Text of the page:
So what are we to do? We should quote Samuel Beckett here. In Malone Dies, he wrote: “Everything divides into itself, I suppose.” The basic division is not, as Mao Zedong claimed, that of the one which divides into two; it’s the division of a nondescript thing into one and its rest. Til the recent populist explosion, the “one” into which our societies divided was the liberal consensus with respect for established unwritten customs of democratic struggle shared by all; the excluded “rest” were the so-called extremists on both sides – they were tolerated, but precluded from participating in political power. With the rise of alt-right populism, the hegemony of liberal centre was undermined; a different political logic (not so much with regard to its content but primarily with regard to its style) asserted itself as part of the mainstream.
Such a situation cannot last indefinitely, there is a need for new consensus, the political life of our societies should divide itself into a new "one", and it is not determined in advance which this one will be. The situation comes with real dangers – who can guess the consequences if the victory of Borsonaro in Brazil not only for Brazil but for all of us? – but instead of losing nerves and resigning ourselves panic, we should gather the courage and use this dangerous moment as an opportunity.
To quote Mao again: “There is great chaos under heaven – the situation is excellent.”
The one, the new common space, that the left should offer is simply the modern Europe's greatest economic-political achievement: the social democratic welfare state. According to Peter Sloterdijk, our reality is - in Europe, at least - “objective Social Democracy” as opposed to the “subjective” Social Democracy: one should distinguish between social democracy as the panoply of political parties and Social Democracy as the “formula of a system” which “precisely describes the political-economic order of things, which is defined by the modern state as the state of taxes, as infrastructure-state, as the state of the rule of law and, not last, as the social state and the therapy state”: “We encounter everywhere a phenomenal and a structural Social Democracy, a manifest and a latent one, one which appears as a party and another one which is more or less irreversibly built into in the very definitions, functions, and procedures of the modern statehood as such.”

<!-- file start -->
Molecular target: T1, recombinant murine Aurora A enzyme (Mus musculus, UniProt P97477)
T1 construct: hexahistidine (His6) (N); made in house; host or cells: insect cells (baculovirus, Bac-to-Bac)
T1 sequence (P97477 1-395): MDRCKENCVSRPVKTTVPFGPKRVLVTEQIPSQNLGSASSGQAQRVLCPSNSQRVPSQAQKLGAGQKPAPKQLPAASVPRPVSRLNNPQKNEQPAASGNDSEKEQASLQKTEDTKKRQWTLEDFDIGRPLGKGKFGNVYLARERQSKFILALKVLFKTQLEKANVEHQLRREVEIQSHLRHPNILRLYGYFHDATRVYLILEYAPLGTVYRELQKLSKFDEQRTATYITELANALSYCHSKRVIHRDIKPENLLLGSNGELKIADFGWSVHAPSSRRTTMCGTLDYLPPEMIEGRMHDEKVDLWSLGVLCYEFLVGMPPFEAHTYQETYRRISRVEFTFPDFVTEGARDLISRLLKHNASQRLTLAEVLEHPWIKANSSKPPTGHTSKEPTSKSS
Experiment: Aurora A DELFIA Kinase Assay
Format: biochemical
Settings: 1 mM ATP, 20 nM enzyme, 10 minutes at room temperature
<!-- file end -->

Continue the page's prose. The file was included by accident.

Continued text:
Are we thereby just returning to the old? No: the paradox is that, in today’s new situation, to insist on the old social-democratic welfare state is an almost revolutionary act. The proposals of Sanders and Corbyn are often less radical than those of a moderate Social Democracy half a century ago, but they are nonetheless decried as socialist radicals.
Although the populist right is nationalist, it is much better than left in organising itself as an international network. So the new leftist project can only come alive if it will match the populist internationalism and organise itself as a global movement. The emerging pact between Sanders, Corbyn, and Varoufakis is a first step in this direction. The reaction of the liberal establishment will be violent. The campaign against Corbyn’s alleged anti-Semitism is just a first indication of how the entire movement will be the victim of a campaign to discredit it. But there is no other way – risks will have to be taken.
In his Notes Towards a Definition of Culture, the great conservative TS Eliot remarked that there are moments when the only choice is the one between heresy and non-belief, when the only way to keep a religion alive is to perform a sectarian split from its main corpse. This is what has to be done today: the only way to really defeat Trump and to redeem what is worth saving in liberal democracy is to perform a sectarian split from liberal democracy’s main corpse.